Reading ‘Harriet Brown’ made me seriously consider deleting every memoir blog post I’ve written.
My friends asked whether Gillespie and I has a point, as in a moral. I suppose I could take as its moral something like “Be careful how you speak (or write) about other people; what you say about others speaks more loudly of who you are’. But I don’t believe Jane Harris set out to write a fable. Instead, I read Gillespie and I as a strikingly wicked gothic fairytale about the havoc evil forces can wreak on the unsuspecting. Harriet Brown, with her hooked nose, her tall hats, her garb of grey and purple and black, is a witch, a nightmare witch.
She calls to mind the Scottish bedtime prayer; “From ghoulies and ghosties and long-leggity beasties and things that go bump in the night, good Lord deliver us.”
Like Gillespie and I, Sugar Money is told by a first person narrator, in an act of ventriloquism requiring huge amounts of research. As with Gillespie and I, the first person voice is highly stylized, in this case employing dialect: Creole phrases and sentences, a mélange of French, English and African linguistic elements.
Again, I found the first person voice initially so offputting I almost gave up. I’m glad I didn’t.
The Guardian’s reviewer disliked this book absolutely: she objected to a white writer speaking as a black slave; she argued the stories of black slavery are not the white writer’s to tell; she believed the use of the classic adventure genre (think Treasure Island) was inappropriate to such a serious subject; she felt the way the tale unfolded was initially way too soft in its depiction of the conditions of slavery, and that by the time Harris laid it out in explicit ugliness it was too little, too late; she proposed that black writers have addressed the issues raised in Sugar Money more powerfully, more authentically, such that the white writer added nothing of value.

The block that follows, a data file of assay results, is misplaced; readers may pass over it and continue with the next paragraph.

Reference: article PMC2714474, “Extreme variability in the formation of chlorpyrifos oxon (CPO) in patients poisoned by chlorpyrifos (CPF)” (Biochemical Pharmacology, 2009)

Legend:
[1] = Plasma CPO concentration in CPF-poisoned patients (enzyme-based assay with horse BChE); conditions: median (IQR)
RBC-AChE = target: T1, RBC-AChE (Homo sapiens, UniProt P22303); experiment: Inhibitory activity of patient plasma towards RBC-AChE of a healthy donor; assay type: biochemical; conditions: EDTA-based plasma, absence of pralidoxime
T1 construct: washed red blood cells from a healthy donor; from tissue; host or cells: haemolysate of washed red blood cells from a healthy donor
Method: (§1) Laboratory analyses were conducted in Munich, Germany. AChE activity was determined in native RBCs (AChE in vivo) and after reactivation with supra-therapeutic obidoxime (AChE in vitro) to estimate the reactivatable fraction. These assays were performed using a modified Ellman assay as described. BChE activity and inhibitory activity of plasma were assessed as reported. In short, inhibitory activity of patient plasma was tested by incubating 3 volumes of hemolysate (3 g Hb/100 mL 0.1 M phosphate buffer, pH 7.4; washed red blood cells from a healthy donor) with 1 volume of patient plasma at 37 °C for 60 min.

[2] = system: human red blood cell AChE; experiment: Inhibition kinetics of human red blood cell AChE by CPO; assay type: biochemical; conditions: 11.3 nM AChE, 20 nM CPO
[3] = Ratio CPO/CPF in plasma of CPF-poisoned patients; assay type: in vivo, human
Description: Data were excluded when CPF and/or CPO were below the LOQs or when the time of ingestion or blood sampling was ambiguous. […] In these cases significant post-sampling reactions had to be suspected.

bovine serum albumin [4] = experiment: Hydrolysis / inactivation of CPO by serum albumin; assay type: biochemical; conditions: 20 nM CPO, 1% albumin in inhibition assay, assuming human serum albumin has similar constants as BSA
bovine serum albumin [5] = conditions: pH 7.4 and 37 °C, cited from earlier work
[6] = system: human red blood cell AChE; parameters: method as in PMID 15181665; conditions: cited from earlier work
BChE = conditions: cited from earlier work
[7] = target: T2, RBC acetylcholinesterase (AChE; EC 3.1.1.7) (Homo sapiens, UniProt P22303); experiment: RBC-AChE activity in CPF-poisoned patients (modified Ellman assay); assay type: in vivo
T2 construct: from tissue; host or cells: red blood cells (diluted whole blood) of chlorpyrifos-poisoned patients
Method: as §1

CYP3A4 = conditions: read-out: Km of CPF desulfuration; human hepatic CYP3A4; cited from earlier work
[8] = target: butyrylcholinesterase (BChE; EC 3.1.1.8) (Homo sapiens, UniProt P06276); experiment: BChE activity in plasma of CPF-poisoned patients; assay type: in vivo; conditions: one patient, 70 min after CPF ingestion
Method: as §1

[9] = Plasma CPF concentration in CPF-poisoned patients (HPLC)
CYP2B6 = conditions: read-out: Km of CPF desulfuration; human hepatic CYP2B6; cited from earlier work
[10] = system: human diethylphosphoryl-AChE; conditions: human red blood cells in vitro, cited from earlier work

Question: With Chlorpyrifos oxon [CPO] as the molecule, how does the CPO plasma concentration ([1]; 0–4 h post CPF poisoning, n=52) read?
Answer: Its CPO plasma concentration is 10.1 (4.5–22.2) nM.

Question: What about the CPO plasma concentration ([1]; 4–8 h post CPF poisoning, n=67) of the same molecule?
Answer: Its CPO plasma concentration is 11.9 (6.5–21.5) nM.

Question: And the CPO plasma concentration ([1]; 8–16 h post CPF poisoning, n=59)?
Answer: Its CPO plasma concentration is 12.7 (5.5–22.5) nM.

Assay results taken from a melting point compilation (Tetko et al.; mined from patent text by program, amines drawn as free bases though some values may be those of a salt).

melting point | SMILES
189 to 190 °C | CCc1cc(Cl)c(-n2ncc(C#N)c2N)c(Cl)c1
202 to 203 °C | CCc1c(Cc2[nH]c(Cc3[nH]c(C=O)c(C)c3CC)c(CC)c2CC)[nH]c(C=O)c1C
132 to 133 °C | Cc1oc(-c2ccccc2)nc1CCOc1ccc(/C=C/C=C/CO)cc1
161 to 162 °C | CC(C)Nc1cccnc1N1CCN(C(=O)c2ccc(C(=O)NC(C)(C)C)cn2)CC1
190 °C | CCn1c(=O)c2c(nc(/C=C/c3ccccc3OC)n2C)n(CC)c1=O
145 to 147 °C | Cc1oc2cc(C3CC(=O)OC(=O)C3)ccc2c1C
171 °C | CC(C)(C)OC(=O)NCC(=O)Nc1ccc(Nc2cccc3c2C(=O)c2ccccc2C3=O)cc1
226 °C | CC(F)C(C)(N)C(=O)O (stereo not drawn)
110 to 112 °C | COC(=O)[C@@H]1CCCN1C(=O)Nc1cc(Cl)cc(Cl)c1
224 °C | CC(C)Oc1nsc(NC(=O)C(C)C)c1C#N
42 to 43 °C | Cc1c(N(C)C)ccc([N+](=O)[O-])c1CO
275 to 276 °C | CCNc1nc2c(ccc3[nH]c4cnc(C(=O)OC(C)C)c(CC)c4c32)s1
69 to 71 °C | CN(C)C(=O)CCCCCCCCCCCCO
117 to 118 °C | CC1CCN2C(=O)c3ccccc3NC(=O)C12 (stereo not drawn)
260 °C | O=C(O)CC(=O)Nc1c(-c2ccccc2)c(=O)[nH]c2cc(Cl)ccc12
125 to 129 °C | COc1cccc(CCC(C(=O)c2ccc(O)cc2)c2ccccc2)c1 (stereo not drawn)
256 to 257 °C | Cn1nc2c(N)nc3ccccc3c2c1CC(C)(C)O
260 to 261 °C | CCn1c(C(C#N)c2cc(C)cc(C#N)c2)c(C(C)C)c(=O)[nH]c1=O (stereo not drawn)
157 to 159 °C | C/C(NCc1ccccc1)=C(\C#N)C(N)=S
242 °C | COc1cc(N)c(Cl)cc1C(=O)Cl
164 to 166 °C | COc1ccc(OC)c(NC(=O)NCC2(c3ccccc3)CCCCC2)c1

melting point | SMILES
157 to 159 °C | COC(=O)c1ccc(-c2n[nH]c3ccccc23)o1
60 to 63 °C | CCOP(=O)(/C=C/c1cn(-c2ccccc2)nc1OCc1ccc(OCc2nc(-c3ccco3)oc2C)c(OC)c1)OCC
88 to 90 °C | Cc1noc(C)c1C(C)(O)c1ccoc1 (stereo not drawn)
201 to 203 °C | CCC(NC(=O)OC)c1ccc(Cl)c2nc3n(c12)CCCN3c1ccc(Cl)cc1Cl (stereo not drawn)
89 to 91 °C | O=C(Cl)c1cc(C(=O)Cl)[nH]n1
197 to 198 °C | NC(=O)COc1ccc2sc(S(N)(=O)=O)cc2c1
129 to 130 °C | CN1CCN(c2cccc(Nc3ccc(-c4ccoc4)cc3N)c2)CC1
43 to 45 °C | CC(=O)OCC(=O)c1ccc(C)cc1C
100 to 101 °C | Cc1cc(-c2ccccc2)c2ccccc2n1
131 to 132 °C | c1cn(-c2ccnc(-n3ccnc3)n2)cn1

Also, specifically, that reviewer felt the romance is “underdone” (is it proper to write about slavery with reference to the romance genre?); and that issues are touched on in mere sentences where Toni Morrison would take pages, whole books.
As a SWF – a SWSF, Single White Spinster Female, a SSWFS (Spinster Single White Female Stalker, no less – I can’t argue with those perspectives. Except I will, to say (1) Jane Harris did not set out to write books already written by Toni Morrison – if she alludes to abuses such as black slave couples being forcibly split up without making it her novel’s central issue, it’s because it is not her novel’s central issue; and (2) there will be those of us who, having read Toni Morrison, and others, still find value in Sugar Money, who will learn much we did not know previously, and are stimulated by the particulars of this time and place – the Caribbean, late C18th – to learn more.
I found Sugar Money affecting and educative. It was also entertaining, though perhaps it is not appropriate for a novel about black slavery to entertain?
I’m out of step with the current orthodoxies here. If a novel is properly researched and sensitively written, I don’t myself have a problem with the author’s demographic or ethnicity. But that’s easy for me to say: I’m speaking from a culturally dominant position.
From that culturally dominant position, my own perspective is: What is the novel, if not the creative exercise of empathy? From that perspective, the questions for me become: did the author succeed in engaging me, entertaining me, moving me, enlightening me, encouraging me to find out more? For me, the answer here is YES.
On the other hand: is the choice to use the first person voice of a fictional character so radically different (in race, gender, historical location) from the author primarily a showy literary move, a bravura performance?
It seems to me to come down to: Is a tale about black slaves in the Caribbean off limits altogether for a white author? If not, can it be told another way, without foregrounding the colonial experience, without making white characters central?
Attempting to write from ‘within’ any historical experience is fraught, even with the most thorough research. Historical subjectivity is immeasurably different from contemporary worldviews.
The cultural appropriation debate will continue. For me, I’m grateful writers with the immense talents of Jane Harris are attempting to re-present historical mores. Even if she is a WF.